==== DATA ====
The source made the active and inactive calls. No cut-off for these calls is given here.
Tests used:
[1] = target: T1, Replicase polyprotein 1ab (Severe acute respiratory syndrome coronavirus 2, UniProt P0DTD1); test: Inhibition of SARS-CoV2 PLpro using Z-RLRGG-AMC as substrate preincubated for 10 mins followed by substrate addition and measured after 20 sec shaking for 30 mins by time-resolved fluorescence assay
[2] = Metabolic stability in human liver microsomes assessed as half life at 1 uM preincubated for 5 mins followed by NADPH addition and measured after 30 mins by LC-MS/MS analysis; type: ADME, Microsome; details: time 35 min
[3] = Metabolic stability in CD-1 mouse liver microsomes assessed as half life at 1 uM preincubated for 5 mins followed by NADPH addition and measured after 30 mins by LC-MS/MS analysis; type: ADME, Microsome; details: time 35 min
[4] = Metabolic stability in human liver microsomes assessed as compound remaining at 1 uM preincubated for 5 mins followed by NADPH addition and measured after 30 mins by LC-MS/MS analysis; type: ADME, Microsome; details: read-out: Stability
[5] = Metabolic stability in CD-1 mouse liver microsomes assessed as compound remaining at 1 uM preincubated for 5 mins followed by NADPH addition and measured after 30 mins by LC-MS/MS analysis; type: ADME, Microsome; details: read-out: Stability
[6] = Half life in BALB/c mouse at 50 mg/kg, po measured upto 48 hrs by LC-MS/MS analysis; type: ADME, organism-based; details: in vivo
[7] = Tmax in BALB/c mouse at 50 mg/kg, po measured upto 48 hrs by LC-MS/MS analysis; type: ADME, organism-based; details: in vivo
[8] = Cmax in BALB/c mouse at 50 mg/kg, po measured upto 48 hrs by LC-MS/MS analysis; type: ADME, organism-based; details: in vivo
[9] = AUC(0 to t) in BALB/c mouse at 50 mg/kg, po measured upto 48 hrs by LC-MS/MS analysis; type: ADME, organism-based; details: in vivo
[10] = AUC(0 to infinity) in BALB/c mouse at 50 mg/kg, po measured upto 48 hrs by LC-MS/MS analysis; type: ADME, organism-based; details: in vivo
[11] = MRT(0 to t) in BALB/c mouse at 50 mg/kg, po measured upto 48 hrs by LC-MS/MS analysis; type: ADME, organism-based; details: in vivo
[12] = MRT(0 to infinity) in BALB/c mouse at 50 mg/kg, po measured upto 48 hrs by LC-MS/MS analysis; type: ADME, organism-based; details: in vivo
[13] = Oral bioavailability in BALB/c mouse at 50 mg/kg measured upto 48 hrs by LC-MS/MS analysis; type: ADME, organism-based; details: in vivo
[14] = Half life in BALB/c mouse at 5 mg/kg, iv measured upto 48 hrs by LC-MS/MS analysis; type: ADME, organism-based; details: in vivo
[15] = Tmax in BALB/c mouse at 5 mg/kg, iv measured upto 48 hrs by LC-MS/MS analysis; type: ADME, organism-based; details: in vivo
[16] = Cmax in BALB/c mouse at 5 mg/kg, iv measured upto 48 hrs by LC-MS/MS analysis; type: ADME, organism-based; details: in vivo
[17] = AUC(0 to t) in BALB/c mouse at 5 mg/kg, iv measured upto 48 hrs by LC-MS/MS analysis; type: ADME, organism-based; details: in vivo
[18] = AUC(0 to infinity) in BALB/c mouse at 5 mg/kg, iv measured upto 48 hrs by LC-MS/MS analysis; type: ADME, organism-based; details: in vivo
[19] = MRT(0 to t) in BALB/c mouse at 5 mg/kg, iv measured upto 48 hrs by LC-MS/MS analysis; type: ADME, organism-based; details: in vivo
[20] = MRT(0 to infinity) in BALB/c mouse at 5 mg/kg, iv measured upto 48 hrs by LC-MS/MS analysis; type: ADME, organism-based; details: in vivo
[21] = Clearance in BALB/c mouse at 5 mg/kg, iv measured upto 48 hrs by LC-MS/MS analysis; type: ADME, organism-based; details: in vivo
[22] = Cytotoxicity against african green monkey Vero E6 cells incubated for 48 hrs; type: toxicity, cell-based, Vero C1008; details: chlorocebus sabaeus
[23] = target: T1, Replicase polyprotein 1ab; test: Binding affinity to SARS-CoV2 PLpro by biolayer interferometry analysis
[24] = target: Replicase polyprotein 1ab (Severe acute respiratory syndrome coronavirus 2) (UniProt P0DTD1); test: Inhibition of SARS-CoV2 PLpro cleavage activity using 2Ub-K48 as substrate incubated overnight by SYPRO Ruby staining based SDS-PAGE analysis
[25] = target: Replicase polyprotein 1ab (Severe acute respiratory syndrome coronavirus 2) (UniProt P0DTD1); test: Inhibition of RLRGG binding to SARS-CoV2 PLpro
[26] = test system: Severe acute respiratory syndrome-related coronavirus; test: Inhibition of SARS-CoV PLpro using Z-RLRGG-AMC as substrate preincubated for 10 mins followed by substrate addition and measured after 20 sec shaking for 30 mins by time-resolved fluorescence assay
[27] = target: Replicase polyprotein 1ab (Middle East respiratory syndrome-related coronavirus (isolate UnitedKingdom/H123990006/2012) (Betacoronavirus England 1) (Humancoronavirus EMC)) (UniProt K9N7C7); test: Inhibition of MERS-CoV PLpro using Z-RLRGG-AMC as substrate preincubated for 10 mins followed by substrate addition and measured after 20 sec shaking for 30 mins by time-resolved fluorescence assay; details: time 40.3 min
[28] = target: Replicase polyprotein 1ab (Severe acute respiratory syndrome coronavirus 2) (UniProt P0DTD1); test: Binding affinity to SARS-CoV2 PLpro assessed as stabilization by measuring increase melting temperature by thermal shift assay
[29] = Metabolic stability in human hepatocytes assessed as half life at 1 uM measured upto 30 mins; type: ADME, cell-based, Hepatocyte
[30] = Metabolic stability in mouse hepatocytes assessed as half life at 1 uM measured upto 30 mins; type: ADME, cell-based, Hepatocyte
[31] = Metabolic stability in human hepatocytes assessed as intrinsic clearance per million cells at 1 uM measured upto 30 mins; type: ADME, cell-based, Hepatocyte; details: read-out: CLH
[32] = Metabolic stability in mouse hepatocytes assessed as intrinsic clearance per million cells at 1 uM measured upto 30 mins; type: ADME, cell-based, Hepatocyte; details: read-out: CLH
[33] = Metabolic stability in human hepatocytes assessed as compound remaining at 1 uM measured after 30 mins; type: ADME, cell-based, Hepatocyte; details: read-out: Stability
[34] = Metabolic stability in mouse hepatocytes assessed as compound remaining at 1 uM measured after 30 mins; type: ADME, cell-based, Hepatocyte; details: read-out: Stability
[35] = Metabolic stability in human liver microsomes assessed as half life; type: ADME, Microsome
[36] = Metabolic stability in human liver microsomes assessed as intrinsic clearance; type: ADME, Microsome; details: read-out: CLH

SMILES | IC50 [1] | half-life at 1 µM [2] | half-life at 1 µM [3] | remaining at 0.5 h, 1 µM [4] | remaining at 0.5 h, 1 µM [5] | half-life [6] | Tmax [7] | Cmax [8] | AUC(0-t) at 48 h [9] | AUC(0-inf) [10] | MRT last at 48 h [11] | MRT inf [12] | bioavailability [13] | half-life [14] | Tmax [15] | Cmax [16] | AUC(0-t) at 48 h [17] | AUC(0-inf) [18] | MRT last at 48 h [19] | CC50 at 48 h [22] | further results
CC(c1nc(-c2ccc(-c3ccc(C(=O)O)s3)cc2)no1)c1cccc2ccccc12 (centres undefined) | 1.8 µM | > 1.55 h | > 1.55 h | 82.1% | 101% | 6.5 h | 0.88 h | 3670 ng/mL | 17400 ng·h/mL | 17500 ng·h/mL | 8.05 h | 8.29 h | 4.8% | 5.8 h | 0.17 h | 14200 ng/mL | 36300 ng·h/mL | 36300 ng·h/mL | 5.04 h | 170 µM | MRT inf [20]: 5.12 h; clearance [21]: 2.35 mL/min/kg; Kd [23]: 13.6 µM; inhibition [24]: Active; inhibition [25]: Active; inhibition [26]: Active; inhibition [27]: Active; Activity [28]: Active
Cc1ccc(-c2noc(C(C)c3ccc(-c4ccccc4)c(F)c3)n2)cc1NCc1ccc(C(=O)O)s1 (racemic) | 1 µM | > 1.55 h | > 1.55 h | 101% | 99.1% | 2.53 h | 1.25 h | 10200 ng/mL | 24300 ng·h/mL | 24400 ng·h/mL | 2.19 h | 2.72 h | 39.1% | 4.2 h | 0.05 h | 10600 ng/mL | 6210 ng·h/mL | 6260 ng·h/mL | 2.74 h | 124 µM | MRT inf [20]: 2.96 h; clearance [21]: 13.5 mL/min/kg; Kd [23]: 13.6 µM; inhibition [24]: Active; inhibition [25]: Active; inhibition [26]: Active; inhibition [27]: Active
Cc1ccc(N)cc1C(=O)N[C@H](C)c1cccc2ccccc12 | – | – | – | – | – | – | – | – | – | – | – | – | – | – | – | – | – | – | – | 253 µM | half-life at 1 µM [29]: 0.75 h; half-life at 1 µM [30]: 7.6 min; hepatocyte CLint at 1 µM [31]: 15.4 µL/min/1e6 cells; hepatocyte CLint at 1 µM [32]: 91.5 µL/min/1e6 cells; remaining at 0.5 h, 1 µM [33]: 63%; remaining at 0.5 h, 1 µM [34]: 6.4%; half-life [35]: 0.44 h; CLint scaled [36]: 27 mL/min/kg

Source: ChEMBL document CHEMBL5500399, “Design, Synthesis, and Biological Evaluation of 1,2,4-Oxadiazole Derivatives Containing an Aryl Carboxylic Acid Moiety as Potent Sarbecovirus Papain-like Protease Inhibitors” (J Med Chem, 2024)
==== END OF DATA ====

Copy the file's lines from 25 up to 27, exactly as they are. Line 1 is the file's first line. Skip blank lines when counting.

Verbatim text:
[23] = target: T1, Replicase polyprotein 1ab; test: Binding affinity to SARS-CoV2 PLpro by biolayer interferometry analysis
[24] = target: Replicase polyprotein 1ab (Severe acute respiratory syndrome coronavirus 2) (UniProt P0DTD1); test: Inhibition of SARS-CoV2 PLpro cleavage activity using 2Ub-K48 as substrate incubated overnight by SYPRO Ruby staining based SDS-PAGE analysis
[25] = target: Replicase polyprotein 1ab (Severe acute respiratory syndrome coronavirus 2) (UniProt P0DTD1); test: Inhibition of RLRGG binding to SARS-CoV2 PLpro